I decided to try the dough recipe I revised for you earlier in this thread. However, in my case, I adjusted the ingredient quantities to make a 14" pizza while keeping the crust thickness the same as what you last used. I also used hand kneading, as will be discussed more fully below. To bake the pizza, I decided to use a pizza screen, for two reasons. First, it was around 90 degrees F (about 32 degrees C) yesterday when I decided to bake the pizza and I did not want to heat my pizza stone for an hour and also unnecessarily heat up my kitchen, and, second, I felt that the use of the screen was closer to your use of a perforated pan.
I used the expanded dough calculating tool at http://www.pizzamaking.com/expanded_calculator.html
to come up with the following dough formulation for my purposes:
|Bread Flour (100%):|
Olive Oil-Light (5.39999%):
|271.79 g | 9.59 oz | 0.6 lbs|
163.07 g | 5.75 oz | 0.36 lbs
0.82 g | 0.03 oz | 0 lbs | 0.27 tsp | 0.09 tbsp
4.55 g | 0.16 oz | 0.01 lbs | 0.82 tsp | 0.27 tbsp
14.68 g | 0.52 oz | 0.03 lbs | 3.26 tsp | 1.09 tbsp
3.25 g | 0.11 oz | 0.01 lbs | 0.81 tsp | 0.27 tbsp
458.15 g | 16.16 oz | 1.01 lbs | TF = 0.1049804
Note: Dough for a 14" pizza; nominal thickness factor = 0.102922; bowl residue compensation = 2%
To prepare the dough, I started by combining the IDY and flour. The flour was a very well known U.S. brand of bread flour (King Arthur), with a protein content of 12.7%. I then added the water to a large mixing bowl, along with the salt and sugar, which I stirred to dissolve. The water had been taken directly out of the refrigerator and was at a temperature of around 50.6 degrees F (about 10.3 degrees C). It was actually a bit cooler when I first took it out of the refrigerator but it warmed up quite quickly when brought out to room temperature. I then added the oil to the mixing bowl. Next, I gradually added the flour/IDY mixture to the mixing bowl and used a wire whisk to stir the overall mixture and hydrate the flour. Any hand whisk can be used for this purpose but the one I used is shown at the top of the photo in Reply 65 at http://www.pizzamaking.com/forum/index.php/topic,2223.msg63786.html#msg63786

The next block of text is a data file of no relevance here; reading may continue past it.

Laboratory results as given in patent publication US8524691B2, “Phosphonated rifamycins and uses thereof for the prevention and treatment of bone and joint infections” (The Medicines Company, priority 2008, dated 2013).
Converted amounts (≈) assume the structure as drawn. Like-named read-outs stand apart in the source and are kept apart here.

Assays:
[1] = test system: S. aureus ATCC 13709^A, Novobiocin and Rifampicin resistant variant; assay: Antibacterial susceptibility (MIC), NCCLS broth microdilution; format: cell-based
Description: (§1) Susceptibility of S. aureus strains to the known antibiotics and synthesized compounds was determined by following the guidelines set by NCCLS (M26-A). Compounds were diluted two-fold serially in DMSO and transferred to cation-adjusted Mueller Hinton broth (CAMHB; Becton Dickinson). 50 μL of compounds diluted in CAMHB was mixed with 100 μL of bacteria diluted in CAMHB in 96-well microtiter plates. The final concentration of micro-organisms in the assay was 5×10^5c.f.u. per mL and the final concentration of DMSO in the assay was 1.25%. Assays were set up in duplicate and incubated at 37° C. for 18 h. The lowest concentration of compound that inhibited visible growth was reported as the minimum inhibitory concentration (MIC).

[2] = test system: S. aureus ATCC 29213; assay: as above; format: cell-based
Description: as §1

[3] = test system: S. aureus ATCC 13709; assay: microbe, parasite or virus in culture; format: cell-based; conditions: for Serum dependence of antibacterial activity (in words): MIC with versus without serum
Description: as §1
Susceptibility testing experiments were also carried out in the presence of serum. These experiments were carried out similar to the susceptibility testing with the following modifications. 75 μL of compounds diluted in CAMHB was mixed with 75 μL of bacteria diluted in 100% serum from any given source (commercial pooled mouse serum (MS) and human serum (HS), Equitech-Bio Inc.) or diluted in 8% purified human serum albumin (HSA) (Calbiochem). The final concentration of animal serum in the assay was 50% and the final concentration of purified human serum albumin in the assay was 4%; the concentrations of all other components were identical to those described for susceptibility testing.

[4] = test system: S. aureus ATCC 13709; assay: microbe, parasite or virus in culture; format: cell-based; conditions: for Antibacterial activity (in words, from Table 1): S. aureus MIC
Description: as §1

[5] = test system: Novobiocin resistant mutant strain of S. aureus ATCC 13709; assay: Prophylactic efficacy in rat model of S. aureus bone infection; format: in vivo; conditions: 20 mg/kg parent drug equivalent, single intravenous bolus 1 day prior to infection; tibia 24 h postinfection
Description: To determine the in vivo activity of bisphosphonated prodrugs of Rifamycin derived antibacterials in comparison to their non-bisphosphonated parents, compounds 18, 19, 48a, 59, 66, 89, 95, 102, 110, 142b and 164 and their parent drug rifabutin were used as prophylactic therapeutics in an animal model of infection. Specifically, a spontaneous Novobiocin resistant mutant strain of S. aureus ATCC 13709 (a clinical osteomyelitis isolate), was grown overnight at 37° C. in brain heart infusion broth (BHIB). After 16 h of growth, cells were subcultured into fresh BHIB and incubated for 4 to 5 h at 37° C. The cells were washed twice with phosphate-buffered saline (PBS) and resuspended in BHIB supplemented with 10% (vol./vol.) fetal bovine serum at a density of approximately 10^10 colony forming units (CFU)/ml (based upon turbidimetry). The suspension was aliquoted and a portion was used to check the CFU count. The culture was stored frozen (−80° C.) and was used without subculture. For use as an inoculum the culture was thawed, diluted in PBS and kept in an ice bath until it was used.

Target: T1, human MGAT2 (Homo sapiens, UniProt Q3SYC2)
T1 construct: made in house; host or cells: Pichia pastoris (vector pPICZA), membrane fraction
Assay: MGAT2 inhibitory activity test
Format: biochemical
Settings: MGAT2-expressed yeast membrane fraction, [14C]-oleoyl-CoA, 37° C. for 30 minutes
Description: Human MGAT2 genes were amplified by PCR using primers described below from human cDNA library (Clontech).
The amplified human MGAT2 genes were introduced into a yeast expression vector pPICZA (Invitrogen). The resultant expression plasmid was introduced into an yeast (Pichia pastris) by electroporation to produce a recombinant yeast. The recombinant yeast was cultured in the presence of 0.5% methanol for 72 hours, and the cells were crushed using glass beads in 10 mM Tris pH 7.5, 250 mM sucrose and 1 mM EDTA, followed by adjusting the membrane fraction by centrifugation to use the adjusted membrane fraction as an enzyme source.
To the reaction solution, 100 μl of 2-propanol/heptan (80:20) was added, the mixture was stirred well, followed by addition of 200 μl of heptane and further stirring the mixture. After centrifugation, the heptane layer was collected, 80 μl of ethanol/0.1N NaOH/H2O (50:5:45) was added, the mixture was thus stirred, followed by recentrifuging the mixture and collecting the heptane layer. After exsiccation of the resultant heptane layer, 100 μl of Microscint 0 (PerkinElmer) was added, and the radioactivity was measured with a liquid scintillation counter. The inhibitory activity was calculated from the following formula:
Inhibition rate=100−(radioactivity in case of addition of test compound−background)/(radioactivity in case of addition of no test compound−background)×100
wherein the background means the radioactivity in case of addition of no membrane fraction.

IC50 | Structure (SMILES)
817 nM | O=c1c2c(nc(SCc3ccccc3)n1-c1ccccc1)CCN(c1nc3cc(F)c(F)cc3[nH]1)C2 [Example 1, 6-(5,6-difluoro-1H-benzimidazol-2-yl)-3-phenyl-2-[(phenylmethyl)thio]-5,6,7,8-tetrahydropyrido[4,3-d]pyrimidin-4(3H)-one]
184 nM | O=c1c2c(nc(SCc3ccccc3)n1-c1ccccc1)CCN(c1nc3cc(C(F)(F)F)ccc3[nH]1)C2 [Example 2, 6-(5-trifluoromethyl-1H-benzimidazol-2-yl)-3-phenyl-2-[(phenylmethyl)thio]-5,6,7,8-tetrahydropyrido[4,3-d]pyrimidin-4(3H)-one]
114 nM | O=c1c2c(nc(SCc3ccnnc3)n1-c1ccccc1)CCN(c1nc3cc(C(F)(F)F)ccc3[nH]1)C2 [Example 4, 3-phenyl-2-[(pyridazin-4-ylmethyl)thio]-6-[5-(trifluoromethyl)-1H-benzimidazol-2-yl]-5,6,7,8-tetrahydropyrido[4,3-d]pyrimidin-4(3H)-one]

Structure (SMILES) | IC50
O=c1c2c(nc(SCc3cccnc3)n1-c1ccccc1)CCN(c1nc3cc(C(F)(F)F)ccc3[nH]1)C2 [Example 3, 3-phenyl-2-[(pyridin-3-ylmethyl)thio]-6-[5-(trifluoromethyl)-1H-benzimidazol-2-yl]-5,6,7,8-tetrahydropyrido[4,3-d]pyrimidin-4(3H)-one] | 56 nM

Once the hand whisk bogged down, I switched to a sturdy wooden spoon as I continued to add and mix in the flour/IDY mixture. When the spoon started to bog down, I emptied the contents of the mixing bowl onto a work surface where I continued to work in the remaining flour/IDY mixture by hand. To facilitate this step, I used a bench knife to work the flour into the dough mass. The bench knife I use is like the one shown at http://www.kingarthurflour.com/shop/items/bakers-bench-knife
but any bench knife can be used, even the plastic ones (as shown, for example, at http://www.bakedeco.com/dept.asp?id=194
). Once all of the dry ingredients were taken up into the dough ball, I hand kneaded the dough for about 5-6 minutes. The finished dough, which I shaped into a round ball, was smooth and silky and slightly tacky. It was almost perfect.